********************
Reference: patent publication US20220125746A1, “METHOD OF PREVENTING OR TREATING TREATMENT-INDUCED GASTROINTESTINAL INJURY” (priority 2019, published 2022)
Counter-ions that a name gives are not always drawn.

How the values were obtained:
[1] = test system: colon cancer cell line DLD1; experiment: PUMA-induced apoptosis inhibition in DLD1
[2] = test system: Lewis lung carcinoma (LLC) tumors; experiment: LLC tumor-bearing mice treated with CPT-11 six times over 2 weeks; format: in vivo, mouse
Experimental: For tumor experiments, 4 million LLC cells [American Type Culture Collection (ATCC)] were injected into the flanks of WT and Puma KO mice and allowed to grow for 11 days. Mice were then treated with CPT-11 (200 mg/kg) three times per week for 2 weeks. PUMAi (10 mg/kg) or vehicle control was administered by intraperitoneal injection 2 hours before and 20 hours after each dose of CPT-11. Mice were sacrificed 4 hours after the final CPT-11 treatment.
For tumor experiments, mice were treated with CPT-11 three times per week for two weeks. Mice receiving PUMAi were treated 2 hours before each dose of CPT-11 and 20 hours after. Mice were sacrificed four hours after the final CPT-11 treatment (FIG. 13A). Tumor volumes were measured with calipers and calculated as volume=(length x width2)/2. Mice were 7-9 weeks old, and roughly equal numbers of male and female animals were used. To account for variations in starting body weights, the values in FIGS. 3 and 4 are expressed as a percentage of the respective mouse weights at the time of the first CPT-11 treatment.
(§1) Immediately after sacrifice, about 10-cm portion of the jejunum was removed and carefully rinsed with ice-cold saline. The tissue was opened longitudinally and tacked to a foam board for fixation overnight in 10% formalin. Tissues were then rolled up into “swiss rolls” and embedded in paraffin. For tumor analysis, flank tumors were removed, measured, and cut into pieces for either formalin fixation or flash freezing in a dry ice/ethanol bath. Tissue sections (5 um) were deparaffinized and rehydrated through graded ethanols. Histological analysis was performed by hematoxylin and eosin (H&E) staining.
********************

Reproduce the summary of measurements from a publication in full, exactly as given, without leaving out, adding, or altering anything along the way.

Reference: patent publication US20220125746A1, “METHOD OF PREVENTING OR TREATING TREATMENT-INDUCED GASTROINTESTINAL INJURY” (priority 2019, published 2022)
Counter-ions that a name gives are not always drawn.

How the values were obtained:
[1] = test system: colon cancer cell line DLD1; experiment: PUMA-induced apoptosis inhibition in DLD1
[2] = test system: Lewis lung carcinoma (LLC) tumors; experiment: LLC tumor-bearing mice treated with CPT-11 six times over 2 weeks; format: in vivo, mouse
Experimental: For tumor experiments, 4 million LLC cells [American Type Culture Collection (ATCC)] were injected into the flanks of WT and Puma KO mice and allowed to grow for 11 days. Mice were then treated with CPT-11 (200 mg/kg) three times per week for 2 weeks. PUMAi (10 mg/kg) or vehicle control was administered by intraperitoneal injection 2 hours before and 20 hours after each dose of CPT-11. Mice were sacrificed 4 hours after the final CPT-11 treatment.
For tumor experiments, mice were treated with CPT-11 three times per week for two weeks. Mice receiving PUMAi were treated 2 hours before each dose of CPT-11 and 20 hours after. Mice were sacrificed four hours after the final CPT-11 treatment (FIG. 13A). Tumor volumes were measured with calipers and calculated as volume=(length x width2)/2. Mice were 7-9 weeks old, and roughly equal numbers of male and female animals were used. To account for variations in starting body weights, the values in FIGS. 3 and 4 are expressed as a percentage of the respective mouse weights at the time of the first CPT-11 treatment.
(§1) Immediately after sacrifice, about 10-cm portion of the jejunum was removed and carefully rinsed with ice-cold saline. The tissue was opened longitudinally and tacked to a foam board for fixation overnight in 10% formalin. Tissues were then rolled up into “swiss rolls” and embedded in paraffin. For tumor analysis, flank tumors were removed, measured, and cut into pieces for either formalin fixation or flash freezing in a dry ice/ethanol bath. Tissue sections (5 um) were deparaffinized and rehydrated through graded ethanols. Histological analysis was performed by hematoxylin and eosin (H&E) staining.